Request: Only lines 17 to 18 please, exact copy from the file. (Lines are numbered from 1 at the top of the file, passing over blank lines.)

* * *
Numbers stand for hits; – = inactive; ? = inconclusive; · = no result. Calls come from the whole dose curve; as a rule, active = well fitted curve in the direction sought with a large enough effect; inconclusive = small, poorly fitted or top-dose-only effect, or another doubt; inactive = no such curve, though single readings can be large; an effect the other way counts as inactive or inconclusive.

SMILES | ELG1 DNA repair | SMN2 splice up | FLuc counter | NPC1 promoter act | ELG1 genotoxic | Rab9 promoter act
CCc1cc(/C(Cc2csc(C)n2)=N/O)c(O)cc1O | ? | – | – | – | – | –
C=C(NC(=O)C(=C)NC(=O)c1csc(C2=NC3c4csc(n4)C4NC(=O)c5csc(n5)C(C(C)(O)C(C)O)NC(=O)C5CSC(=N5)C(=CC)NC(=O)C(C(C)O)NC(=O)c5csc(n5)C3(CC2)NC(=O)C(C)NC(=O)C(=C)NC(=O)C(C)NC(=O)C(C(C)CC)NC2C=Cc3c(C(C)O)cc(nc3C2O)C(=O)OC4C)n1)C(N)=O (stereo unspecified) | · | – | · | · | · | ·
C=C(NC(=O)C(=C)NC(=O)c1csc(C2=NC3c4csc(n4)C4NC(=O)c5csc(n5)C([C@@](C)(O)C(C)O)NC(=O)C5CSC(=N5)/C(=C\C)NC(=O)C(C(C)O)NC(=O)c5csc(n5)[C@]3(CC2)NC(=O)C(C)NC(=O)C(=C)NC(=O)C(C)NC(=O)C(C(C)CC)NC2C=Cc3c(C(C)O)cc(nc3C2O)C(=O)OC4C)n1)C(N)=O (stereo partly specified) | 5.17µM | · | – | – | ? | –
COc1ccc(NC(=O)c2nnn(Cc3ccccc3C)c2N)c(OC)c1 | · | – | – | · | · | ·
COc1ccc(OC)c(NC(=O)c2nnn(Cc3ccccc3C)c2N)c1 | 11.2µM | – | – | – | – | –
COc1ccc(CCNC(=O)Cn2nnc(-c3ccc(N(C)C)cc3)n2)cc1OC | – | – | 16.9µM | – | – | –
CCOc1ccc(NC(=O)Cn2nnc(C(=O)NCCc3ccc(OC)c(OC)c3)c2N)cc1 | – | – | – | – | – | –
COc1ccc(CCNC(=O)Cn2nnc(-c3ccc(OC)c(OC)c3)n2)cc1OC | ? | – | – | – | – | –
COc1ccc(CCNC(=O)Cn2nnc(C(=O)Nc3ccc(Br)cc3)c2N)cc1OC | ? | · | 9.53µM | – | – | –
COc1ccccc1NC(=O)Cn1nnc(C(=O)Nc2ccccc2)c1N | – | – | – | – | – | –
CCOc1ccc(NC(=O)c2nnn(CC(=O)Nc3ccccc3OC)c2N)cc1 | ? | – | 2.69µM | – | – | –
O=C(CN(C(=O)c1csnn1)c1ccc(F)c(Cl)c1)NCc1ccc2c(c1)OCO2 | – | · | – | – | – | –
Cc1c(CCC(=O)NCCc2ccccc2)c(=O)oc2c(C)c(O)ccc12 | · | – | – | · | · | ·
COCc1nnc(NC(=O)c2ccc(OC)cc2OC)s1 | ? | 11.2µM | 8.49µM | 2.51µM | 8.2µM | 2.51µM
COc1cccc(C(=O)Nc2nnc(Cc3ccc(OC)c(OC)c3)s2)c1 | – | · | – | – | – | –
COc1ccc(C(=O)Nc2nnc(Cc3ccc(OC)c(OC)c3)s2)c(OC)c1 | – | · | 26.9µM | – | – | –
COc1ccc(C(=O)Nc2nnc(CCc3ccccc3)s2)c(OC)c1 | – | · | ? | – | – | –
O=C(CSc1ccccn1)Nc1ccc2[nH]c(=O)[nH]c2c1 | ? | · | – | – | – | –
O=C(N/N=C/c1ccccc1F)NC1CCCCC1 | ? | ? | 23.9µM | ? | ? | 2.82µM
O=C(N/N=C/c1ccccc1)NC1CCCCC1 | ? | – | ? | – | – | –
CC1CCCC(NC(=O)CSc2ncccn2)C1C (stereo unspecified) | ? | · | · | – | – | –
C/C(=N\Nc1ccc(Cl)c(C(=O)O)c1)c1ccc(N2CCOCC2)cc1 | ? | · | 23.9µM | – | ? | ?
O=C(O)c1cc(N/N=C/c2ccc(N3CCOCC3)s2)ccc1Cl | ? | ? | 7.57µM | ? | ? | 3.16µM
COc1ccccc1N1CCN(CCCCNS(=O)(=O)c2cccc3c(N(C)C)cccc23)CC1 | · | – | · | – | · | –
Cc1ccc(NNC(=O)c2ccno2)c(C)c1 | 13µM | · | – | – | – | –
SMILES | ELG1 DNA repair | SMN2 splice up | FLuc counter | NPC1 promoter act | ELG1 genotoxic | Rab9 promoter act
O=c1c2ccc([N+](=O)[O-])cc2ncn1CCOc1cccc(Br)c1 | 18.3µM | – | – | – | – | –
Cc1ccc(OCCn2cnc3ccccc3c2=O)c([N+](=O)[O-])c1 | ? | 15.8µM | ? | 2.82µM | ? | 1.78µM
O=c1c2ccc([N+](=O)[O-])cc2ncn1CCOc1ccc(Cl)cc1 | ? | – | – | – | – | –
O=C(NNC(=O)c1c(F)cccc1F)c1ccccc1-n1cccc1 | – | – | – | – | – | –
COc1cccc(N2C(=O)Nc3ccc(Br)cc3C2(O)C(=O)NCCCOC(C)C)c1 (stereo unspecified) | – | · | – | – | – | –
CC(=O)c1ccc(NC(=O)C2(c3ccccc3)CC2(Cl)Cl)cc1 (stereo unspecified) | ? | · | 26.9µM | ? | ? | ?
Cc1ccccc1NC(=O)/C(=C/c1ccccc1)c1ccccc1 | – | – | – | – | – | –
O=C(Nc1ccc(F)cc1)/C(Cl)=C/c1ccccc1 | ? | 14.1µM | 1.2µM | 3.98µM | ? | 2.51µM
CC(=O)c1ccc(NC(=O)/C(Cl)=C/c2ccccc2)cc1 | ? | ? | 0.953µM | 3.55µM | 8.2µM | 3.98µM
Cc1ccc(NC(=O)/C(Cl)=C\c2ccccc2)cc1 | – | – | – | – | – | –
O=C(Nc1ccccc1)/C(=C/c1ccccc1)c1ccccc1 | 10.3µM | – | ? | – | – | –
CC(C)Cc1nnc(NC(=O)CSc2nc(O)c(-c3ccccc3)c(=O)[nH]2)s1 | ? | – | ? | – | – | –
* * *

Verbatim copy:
COc1cccc(C(=O)Nc2nnc(Cc3ccc(OC)c(OC)c3)s2)c1 | – | · | – | – | – | –
COc1ccc(C(=O)Nc2nnc(Cc3ccc(OC)c(OC)c3)s2)c(OC)c1 | – | · | 26.9µM | – | – | –